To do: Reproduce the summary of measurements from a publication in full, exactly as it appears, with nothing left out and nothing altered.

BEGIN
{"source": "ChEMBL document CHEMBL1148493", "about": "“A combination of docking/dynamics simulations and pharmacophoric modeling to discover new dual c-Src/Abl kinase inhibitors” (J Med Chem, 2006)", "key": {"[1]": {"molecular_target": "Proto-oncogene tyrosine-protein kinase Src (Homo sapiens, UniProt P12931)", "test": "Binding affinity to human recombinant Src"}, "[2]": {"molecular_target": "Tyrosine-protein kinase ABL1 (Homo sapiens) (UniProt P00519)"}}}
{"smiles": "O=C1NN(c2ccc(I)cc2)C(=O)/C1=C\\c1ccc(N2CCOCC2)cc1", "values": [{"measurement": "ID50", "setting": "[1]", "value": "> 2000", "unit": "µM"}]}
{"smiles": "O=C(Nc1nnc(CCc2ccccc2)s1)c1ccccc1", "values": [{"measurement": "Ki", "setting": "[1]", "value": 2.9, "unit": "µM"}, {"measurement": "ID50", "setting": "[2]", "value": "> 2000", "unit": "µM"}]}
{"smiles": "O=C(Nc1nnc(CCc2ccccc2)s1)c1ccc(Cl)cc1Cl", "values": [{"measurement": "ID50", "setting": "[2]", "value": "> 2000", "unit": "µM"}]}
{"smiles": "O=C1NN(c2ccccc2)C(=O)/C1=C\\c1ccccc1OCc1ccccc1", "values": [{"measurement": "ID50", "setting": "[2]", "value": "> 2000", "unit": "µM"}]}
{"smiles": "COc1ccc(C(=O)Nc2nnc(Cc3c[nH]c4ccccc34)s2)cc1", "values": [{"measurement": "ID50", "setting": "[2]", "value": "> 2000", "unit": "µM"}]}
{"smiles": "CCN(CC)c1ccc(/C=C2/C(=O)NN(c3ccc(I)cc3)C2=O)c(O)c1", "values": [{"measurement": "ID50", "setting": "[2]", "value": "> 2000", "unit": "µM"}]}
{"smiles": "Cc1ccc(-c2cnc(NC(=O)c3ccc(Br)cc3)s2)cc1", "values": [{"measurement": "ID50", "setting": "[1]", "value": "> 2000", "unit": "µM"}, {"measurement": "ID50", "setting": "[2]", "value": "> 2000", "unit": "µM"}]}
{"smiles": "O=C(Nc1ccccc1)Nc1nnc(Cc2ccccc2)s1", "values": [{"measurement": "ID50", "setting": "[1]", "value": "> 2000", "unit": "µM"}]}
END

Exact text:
{"source": "ChEMBL document CHEMBL1148493", "about": "“A combination of docking/dynamics simulations and pharmacophoric modeling to discover new dual c-Src/Abl kinase inhibitors” (J Med Chem, 2006)", "key": {"[1]": {"molecular_target": "Proto-oncogene tyrosine-protein kinase Src (Homo sapiens, UniProt P12931)", "test": "Binding affinity to human recombinant Src"}, "[2]": {"molecular_target": "Tyrosine-protein kinase ABL1 (Homo sapiens) (UniProt P00519)"}}}
{"smiles": "O=C1NN(c2ccc(I)cc2)C(=O)/C1=C\\c1ccc(N2CCOCC2)cc1", "values": [{"measurement": "ID50", "setting": "[1]", "value": "> 2000", "unit": "µM"}]}
{"smiles": "O=C(Nc1nnc(CCc2ccccc2)s1)c1ccccc1", "values": [{"measurement": "Ki", "setting": "[1]", "value": 2.9, "unit": "µM"}, {"measurement": "ID50", "setting": "[2]", "value": "> 2000", "unit": "µM"}]}
{"smiles": "O=C(Nc1nnc(CCc2ccccc2)s1)c1ccc(Cl)cc1Cl", "values": [{"measurement": "ID50", "setting": "[2]", "value": "> 2000", "unit": "µM"}]}
{"smiles": "O=C1NN(c2ccccc2)C(=O)/C1=C\\c1ccccc1OCc1ccccc1", "values": [{"measurement": "ID50", "setting": "[2]", "value": "> 2000", "unit": "µM"}]}
{"smiles": "COc1ccc(C(=O)Nc2nnc(Cc3c[nH]c4ccccc34)s2)cc1", "values": [{"measurement": "ID50", "setting": "[2]", "value": "> 2000", "unit": "µM"}]}
{"smiles": "CCN(CC)c1ccc(/C=C2/C(=O)NN(c3ccc(I)cc3)C2=O)c(O)c1", "values": [{"measurement": "ID50", "setting": "[2]", "value": "> 2000", "unit": "µM"}]}
{"smiles": "Cc1ccc(-c2cnc(NC(=O)c3ccc(Br)cc3)s2)cc1", "values": [{"measurement": "ID50", "setting": "[1]", "value": "> 2000", "unit": "µM"}, {"measurement": "ID50", "setting": "[2]", "value": "> 2000", "unit": "µM"}]}
{"smiles": "O=C(Nc1ccccc1)Nc1nnc(Cc2ccccc2)s1", "values": [{"measurement": "ID50", "setting": "[1]", "value": "> 2000", "unit": "µM"}]}